Horseshoe crabs used for endotoxin testing in the US are harvested from the East Coast and drained of up to a third of their blood. Though the most of the animals are returned to the water after being bled, they don’t always survive; the mortality rate of horseshoe crabs released after bleeding has been estimated to be as high as 30%.

The number of horseshoe crabs spawned on the Delaware Bay, the prime harvesting spot for LAL companies, plummeted from an estimated 1.24 million in 1990 to just 333,553 in 2002. The local population appears to have remained at this level in the years since; a 2019 survey of the Delaware Bay counted 335,211 spawning horseshoe crabs. The American horseshoe crab is currently listed as vulnerable on the IUCN Red List, with biological resource use cited as a top threat to the  future of the species.

It’s not just horseshoe crabs that suffer when they’re harvested on such a scale. A number of migratory birds, including the near-threatened red knot, rely on the calorie-rich horseshoe crab eggs laid onshore to fuel their 9000-mile journeys from South America to the Arctic. The decreased number of horseshoe crabs laying eggs on East Coast beaches poses a serious threat to the birds’ survival, as well as that of other animals for whom the eggs are a food source.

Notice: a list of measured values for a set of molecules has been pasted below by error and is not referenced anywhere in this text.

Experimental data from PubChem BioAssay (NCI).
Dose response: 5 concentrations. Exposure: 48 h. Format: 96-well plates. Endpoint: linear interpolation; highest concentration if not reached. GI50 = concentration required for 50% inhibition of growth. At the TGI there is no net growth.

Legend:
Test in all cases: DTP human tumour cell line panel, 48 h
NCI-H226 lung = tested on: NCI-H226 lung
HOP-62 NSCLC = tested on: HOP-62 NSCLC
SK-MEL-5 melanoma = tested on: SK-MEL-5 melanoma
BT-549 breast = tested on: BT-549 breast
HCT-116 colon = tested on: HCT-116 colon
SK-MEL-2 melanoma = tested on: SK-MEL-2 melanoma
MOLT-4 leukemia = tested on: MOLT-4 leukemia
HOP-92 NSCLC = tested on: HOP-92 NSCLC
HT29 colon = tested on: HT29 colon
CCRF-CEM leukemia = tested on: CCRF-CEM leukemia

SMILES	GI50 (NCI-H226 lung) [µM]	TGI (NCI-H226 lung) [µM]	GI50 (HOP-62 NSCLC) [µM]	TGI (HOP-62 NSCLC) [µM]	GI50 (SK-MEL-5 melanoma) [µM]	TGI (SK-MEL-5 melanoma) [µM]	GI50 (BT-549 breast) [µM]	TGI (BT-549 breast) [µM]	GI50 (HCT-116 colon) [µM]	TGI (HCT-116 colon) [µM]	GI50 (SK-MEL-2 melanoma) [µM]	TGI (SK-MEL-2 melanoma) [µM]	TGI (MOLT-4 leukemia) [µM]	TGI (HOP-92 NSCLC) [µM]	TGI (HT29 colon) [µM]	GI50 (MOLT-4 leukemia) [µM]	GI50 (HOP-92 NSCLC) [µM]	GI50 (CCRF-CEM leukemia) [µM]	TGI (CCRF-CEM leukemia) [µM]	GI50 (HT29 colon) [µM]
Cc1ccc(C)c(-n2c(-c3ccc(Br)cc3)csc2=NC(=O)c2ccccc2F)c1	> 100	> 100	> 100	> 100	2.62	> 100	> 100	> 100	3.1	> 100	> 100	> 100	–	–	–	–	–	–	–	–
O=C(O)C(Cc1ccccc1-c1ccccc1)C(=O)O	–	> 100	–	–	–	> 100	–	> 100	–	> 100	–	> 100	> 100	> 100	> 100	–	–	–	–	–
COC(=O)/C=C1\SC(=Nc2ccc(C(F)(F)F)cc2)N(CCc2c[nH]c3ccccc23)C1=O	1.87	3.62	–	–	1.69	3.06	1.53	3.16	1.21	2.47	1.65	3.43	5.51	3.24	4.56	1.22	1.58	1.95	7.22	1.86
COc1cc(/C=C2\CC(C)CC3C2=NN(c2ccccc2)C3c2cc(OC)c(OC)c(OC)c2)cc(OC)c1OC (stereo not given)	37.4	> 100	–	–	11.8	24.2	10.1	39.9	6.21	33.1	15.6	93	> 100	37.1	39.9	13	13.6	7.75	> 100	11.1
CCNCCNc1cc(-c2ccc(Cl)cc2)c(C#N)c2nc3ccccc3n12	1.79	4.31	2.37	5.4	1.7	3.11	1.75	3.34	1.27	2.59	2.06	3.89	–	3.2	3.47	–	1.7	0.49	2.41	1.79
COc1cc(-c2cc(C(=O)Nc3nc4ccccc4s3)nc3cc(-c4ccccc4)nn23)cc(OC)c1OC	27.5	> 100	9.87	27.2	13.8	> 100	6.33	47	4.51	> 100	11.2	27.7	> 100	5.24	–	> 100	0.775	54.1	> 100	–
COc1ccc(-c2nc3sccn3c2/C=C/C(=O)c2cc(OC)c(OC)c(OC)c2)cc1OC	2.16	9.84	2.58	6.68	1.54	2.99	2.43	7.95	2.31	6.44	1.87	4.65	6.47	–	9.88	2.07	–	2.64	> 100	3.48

An animal-free alternative

While LAL is considered the gold standard for endotoxin testing, a synthetic alternative to the blood-derived substance has been available for some time. In the 1990s, scientists at the National University of Singapore developed recombinant Factor C (rFC), a lab-synthesised, animal-free method of endotoxin testing. Rather than clotting around the pathogen like LAL does, rFC generates a fluorescent compound to indicate the presence of endotoxins.